Political biography is a window to a previous world of political practice. From this window, we see politics through the eyes and experiences of an individual subject. We follow their actions and inactions, see their behaviour, experience their world from afar. Often we are treated to insider stories — their observations, reflections, understandings, and motivations. We read events from their vantage point or interpretations. Biography is the celebration of the personalised account.

Many biographies and autobiographies have been written about or by leading figures in government and politics. In particular, the last decade of the twentieth century — as the century of the Federation approached — witnessed a spate of biographies of Australian political figures and, in a couple of cases, even senior administrative figures. Australian prime ministers figure prominently as subjects although only a few have composed memoirs or penned accounts of major events in which they were involved. Other political and governmental personalities at both the national and state level have also featured prominently this emerging literature. A few ministers have written autobiographical accounts and a small number at the national level themselves have been subjects of biography. But there the trail tends to turn cold.

Those undertaking the task of biography, the biographers, have typically been historians, political scientists or journalists. In choosing historical subjects, their motivations have occasionally been some distant knowledge of the subject or the times in which they lived, but, where the subject is still alive or only recently dead, there it is often some personal factor that draws the biographer to the task. Most, but not all, have a sympathy for their chosen subject. They usually furnish a largely favourable portrait. Herein lies the ambivalence of the genre.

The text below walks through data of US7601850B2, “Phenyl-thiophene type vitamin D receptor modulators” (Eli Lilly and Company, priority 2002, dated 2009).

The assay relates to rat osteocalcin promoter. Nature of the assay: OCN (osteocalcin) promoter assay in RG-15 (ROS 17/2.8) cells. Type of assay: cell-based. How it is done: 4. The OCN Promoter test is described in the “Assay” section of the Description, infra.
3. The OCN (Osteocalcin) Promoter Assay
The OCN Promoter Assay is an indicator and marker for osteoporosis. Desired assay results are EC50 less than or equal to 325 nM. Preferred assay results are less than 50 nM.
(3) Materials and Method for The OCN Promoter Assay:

Political biography sometimes sits uncomfortably with the more conventional writing and scholarship on politics and political science. It is often regarded as ‘less academic’, overly subjective, and too partial. It does not appear ‘explanatory’ in orientation or theoretical in approach; it does not articulate a rigorous methodology shared by likeminded scholars. It is sometimes not even regarded as quite kosher; its standing as proper scholarship may even be suspect. Some biographers are not regarded as part of the ‘academic club’ or belong only at the margins.

Nevertheless, biographies (and autobiographies) have much to offer the student of politics. Political biography is an alternative narrative of events — a personalised view stressing the familiar and the specific. It contributes the views of political actors — sometimes in a contemporary context, sometimes with the benefit of hindsight. It can reinforce existing accounts of events or produce new accounts. It can add new perspectives and insights to existing accounts. It provides a medium through which the personal ‘take’ on politics is able to be ‘written in’ to conventional accounts. Crucially, political biographies are often the most accessible and widely read form of political writing, attracting readerships beyond the purely scholarly interest or the political junkie market. We recognise ‘good biographies’ and praise them for their contribution to knowledge. We regard them as essential reading to give depth and flavour to political actors, or to provide a sense of urgency or poignancy to political events.